As an example of hybrid processing for an excess debit, the Operations Department would first request that the affected repo broker pay the excess debit to FICC. In the event that the repo broker is unable to pay the excess debit, the Operations Department, in consultation with the Credit Risk Department, would determine whether it would be appropriate for FICC to finance the excess debit. If FICC finances the excess debit, the broker would be charged a financing fee, representing the interest amount that FICC would be charged by the clearing bank. The member also will be subject to an administrative fee,[7] and FICC's extension of financing would be secured by the clearing fund deposit of the repo broker. GSD would collect the calculated interest amount from the repo broker on the subsequent business day. GSD would also reserve the right in certain situations to assess the forward margin amounts in excess of the dollar amount cap excess by looking through to the dealer, as is done by the current manual process.[8]

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In applying the hybrid processing to excess credits, the Operations Department, in consultation with the Credit Risk Department, would determine whether it would be appropriate to pass through the excess credit to the repo broker. To the extent that GSD did not pass through to the broker all or a portion of its calculated excess credit, GSD would calculate an interest amount tied to the rate of interest earned by GSD on its overnight cash investment on such unpaid excess credit and pay this interest amount to the repo broker on the subsequent business day.

The proposed rule change would require some manual adjustments when the hybrid approach is used, but these instances will infrequently occur and would not rise to the complexity of the current process.

FICC believes the proposed rule change is consistent with the requirements of Section 17A of the Act and the rules and regulations thereunder because it will enhance FICC's risk management strategy with regard to the daily funds-only settlement process.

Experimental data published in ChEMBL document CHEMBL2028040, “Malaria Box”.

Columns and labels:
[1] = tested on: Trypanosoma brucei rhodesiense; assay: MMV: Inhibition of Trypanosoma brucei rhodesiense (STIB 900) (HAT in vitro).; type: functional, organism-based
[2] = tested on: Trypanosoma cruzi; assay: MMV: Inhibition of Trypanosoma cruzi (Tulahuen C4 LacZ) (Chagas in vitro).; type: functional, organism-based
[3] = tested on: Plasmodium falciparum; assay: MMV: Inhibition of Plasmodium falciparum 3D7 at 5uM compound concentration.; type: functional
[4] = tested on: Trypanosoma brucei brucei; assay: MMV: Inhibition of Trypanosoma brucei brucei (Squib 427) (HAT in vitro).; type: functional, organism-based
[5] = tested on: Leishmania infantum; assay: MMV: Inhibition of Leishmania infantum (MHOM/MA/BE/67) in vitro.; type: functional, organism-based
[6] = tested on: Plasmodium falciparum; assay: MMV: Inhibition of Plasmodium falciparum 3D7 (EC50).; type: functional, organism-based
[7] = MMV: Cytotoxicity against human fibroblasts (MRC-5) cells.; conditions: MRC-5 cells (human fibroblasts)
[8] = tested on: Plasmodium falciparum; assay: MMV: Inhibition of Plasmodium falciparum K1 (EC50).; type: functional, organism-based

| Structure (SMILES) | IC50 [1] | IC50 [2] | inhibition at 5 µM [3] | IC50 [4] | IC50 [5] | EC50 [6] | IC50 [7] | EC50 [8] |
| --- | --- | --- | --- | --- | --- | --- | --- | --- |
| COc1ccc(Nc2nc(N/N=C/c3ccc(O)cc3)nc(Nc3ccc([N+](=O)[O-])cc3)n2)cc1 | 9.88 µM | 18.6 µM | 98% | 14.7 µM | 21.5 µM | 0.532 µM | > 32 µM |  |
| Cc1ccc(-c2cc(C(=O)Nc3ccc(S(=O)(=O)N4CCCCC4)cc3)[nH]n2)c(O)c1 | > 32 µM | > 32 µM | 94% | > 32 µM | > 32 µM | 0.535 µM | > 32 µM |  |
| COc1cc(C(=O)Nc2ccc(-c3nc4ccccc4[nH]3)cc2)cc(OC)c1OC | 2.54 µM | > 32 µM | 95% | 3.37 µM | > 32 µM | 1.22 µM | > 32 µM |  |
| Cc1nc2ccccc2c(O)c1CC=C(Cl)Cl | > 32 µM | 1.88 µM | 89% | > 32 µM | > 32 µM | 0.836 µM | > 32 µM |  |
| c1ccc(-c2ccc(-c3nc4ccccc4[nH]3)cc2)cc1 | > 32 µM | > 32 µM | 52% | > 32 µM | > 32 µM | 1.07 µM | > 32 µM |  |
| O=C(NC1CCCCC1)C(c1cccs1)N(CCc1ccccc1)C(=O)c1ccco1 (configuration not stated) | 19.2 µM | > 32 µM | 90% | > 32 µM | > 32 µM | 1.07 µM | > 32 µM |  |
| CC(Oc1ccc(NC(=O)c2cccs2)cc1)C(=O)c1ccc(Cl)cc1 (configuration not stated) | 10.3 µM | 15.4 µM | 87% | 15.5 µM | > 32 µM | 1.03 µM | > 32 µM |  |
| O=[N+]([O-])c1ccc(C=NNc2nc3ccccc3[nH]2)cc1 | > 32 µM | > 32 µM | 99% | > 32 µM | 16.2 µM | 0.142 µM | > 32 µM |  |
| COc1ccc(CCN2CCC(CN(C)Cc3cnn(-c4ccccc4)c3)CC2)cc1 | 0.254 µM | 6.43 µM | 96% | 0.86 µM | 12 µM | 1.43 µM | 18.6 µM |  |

(B) Self-Regulatory Organization's Statement on Burden on Competition

FICC does not believe that the proposed rule change would have an impact on or impose a burden on competition.

(C) Self-Regulatory Organization's Statement on Comments on the Proposed Rule Change Received From Members, Participants, or Others

Written comments relating to the proposed rule change have not yet been solicited nor received. FICC will notify the Commission of any written comments received by FICC.

III. Date of Effectiveness of the Proposed Rule Change and Timing for Commission Action

Within thirty five days of the date of publication of this notice in the Federal Register or within such longer period (i) as the Commission may designate up to ninety days of such date if it finds such longer period to be appropriate and publishes its reasons for so finding or (ii) as to which the self-regulatory organization consents, the Commission will:

(a) By order approve the proposed rule change or

(b) institute proceedings to determine whether the proposed rule change should be disapproved.

IV. Solicitation of Comments

Interested persons are invited to submit written data, views, and arguments concerning the foregoing, including whether the proposed rule change is consistent with the Act. Persons making written submissions should file six copies thereof with the Secretary, Securities and Exchange Commission, 450 Fifth Street NW., Washington, DC 20549-0609. Comments may also be submitted electronically at the following e-mail address: All comment letters should refer to File No. SR-FICC-2003-06. This file number should be included on the subject line if e-mail is used. To help the Commission process and review your comments more efficiently, comments should be sent in hardcopy or by e-mail but not by both methods. Copies of the submission, all subsequent amendments, all written statements with respect to the proposed rule change that are filed with the Commission, and all written communications relating to the proposed rule change between the Commission and any person, other than those that may be withheld from the public in accordance with the provisions of 5 U.S.C. 552, will be available for inspection and copying in the Commission's Public Reference Section, 450 Fifth Street NW., Washington, DC 20549. Copies of such filing will also be available for inspection and copying at the principal office of FICC and on FICC's Web site at All submissions should refer to the File No. SR-FICC-2003-06 and should be submitted by March 15, 2004.